When solving big website challenges for our clients, we run design sprints split into four distinct phases. We call them:
The outcome of the entire process is a high-fidelity website prototype tested with your target audience. But each design sprint phase has its unique, tangible outcomes that complement the end goal.
I really liked website workshops with them.
It’s a bold thing to say, but we truly believe that you’ll get more out of a solution workshop than you’d ever expect. On the surface, it’s a tool to solve your biggest challenge. That’s the end goal, and the process is hyper-focused on getting there. But nothing is ever discarded along the way. Here are the key exercises and outcomes from the first design sprint stage.
Before jumping into a Solution Workshop, you would have established a main challenge for the design sprint. That challenge will fuel the first exercise in the workshop – expert interviews. It’s a sort of Q&A session where everyone learns about different perspectives. Trust us, you might be working at the same company, but you’ll still get answers (and questions!) that will blow your mind.
Armed with the knowledge of experts you proceed to set an ambitious 2-year goal, mapping your user journey and noting down your strengths and weaknesses. Everything is in the spirit of working together but alone. There will be a lot of silence and sticky notes, which help focus on the destination and the challenge ahead. With all of the ideas on sticky notes, the exciting part happens – the team places their votes in silence. No discussions, just decisions. Everyone votes on the most important problems (and later ideas) to ensure the design sprint team is steadily progressing towards solving the big challenge.
The first design sprint stage ends with sketching. This is the culmination of the entire day and a fantastic cliffhanger before the second phase of the design sprint. Everyone sketches their idea of the solution to the problem. But fear not, you don’t need to be a designer. Everyone is capable of creating an amazing sketch. The entire journey of a design sprint prepares you for that moment. It’s another “shocker”, as people often surprise themselves with how good their sketches turn out.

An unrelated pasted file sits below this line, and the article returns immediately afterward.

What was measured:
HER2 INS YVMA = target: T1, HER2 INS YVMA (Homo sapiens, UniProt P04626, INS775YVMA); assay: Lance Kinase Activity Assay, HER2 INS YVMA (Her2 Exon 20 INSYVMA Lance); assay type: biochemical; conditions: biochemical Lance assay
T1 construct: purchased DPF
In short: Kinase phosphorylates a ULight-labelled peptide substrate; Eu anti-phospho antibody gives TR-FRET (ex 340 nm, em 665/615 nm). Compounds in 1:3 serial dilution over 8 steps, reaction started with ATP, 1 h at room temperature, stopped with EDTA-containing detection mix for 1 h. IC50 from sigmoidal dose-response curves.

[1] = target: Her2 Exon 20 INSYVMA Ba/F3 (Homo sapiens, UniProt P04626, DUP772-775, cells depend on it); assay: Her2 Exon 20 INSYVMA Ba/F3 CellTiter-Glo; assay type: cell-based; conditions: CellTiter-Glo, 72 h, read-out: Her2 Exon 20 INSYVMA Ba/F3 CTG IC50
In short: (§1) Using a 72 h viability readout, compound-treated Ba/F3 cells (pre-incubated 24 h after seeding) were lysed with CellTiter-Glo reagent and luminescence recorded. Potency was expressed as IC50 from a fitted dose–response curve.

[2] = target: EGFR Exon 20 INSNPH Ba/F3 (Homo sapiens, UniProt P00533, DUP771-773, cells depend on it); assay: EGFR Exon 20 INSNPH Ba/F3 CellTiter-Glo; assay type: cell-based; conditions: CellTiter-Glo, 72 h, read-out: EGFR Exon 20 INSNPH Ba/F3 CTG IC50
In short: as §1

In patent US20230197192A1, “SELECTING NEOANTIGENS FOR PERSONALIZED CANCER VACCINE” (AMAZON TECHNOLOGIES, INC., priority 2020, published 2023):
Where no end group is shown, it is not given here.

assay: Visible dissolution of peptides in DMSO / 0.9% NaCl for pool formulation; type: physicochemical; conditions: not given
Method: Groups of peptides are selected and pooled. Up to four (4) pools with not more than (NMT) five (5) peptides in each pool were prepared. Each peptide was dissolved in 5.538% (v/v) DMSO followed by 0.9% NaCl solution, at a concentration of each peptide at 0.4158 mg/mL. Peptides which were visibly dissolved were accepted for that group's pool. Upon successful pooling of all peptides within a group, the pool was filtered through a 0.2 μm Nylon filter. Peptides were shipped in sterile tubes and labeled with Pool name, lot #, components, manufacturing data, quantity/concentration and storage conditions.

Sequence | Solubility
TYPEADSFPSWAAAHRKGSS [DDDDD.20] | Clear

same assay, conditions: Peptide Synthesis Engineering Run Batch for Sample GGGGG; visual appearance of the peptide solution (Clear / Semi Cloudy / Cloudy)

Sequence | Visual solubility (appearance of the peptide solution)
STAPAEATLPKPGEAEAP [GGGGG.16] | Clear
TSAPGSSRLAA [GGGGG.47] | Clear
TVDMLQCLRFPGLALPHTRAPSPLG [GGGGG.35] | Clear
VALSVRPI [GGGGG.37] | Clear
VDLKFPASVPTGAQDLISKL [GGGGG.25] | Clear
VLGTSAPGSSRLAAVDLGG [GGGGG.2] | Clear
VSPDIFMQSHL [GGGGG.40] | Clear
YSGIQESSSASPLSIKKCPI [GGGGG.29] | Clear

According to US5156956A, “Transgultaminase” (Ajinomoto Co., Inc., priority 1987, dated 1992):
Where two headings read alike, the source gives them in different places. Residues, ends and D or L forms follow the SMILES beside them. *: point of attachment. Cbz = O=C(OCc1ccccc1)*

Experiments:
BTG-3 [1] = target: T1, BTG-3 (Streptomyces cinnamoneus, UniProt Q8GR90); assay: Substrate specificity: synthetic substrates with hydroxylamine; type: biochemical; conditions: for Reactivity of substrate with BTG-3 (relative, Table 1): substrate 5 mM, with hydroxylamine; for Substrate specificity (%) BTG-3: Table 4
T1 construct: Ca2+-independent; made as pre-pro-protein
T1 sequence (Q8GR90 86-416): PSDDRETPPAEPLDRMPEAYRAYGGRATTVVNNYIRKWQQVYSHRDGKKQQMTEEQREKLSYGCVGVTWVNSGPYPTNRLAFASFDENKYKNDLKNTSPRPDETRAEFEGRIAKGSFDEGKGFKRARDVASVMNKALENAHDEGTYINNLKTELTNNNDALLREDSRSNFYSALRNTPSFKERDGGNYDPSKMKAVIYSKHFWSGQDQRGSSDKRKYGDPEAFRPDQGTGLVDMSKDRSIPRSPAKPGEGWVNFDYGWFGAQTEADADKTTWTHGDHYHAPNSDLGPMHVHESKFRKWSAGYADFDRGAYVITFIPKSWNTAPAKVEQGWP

How many people can participate in the first two phases of a design sprint before it becomes too crowded?
Who should be in the workshops to make the most out of the process?
Find the answers to these questions, and more, in our article about building a design sprint team.
You start the day by analysing (in silence!) the sketches from day one. There is room for questions in regards to the output of other team members, but we keep it in the spirit of working together but alone. We do even more voting than before, effectively creating heatmaps of great ideas on every single sketch. This is crucial, as the heatmaps will help the decider choose one or two winning concepts.
With that huge decision out of the way, storyboarding begins. This is probably the part that is the closest to a “traditional” meeting because the discussion is finally allowed! Constant progress is still critical, though, so don’t expect this to spiral out of control. The team needs to swiftly mock up the layout of the key web pages and polish the final copy for the prototype.
In a remote setting, the two workshops are split across 3 days
The third design sprint phase is when our agency starts prototyping. We turn the winning sketches and ideas into an interactive prototype of your website. Using Figma we create a static collection of designs and images that feels almost like the real thing. However, the focus is on functionality. The prototype is aesthetically pleasing and the initial design choices can be spotted, but the main purpose is to validate whether we can solve our big sprint challenge. The prototype includes core screens and content that takes the user through the desired journey, without bells and whistles.
At this stage, we’re ready to test the prototype with real users. We have the interviews planned from the moment we nail down the user personas in preparation for the sprint. We take them through a moderated user testing session to learn which parts of the prototype work, and which don’t. The focus is once again away from the visual layer. Our user interview facilitator paints the scenario of how the person found the website and why, and then it’s all in the hands of the user. We don’t interfere, unless necessary – rather, the team silently observes the user and takes notes.
The key to the success of a user testing session in the design sprint is identifying the unspoken issues. Users will notice a lot of things, and they will have plenty of subjective feedback. It’s the objective issues that we’re looking for. The team keeps their eyes peeled for any signs of struggle, i.e. users not knowing where to click next, or trying to interact with static elements that wouldn’t be clickable. If needed, we follow up with questions on these struggles to better understand why they happened.
As for the last point, people really love sharing in user tests! While they can’t replace proper user research, you’ll often find out that your visitors don’t look at your company the same way that you do.
Depending on the results of user tests, the decider can choose to transition the prototype into development or run an additional iteration of a design sprint. The second one is shorter, and the exercises are tailored towards polishing the existing prototype – but you’d be familiar with all of them by now.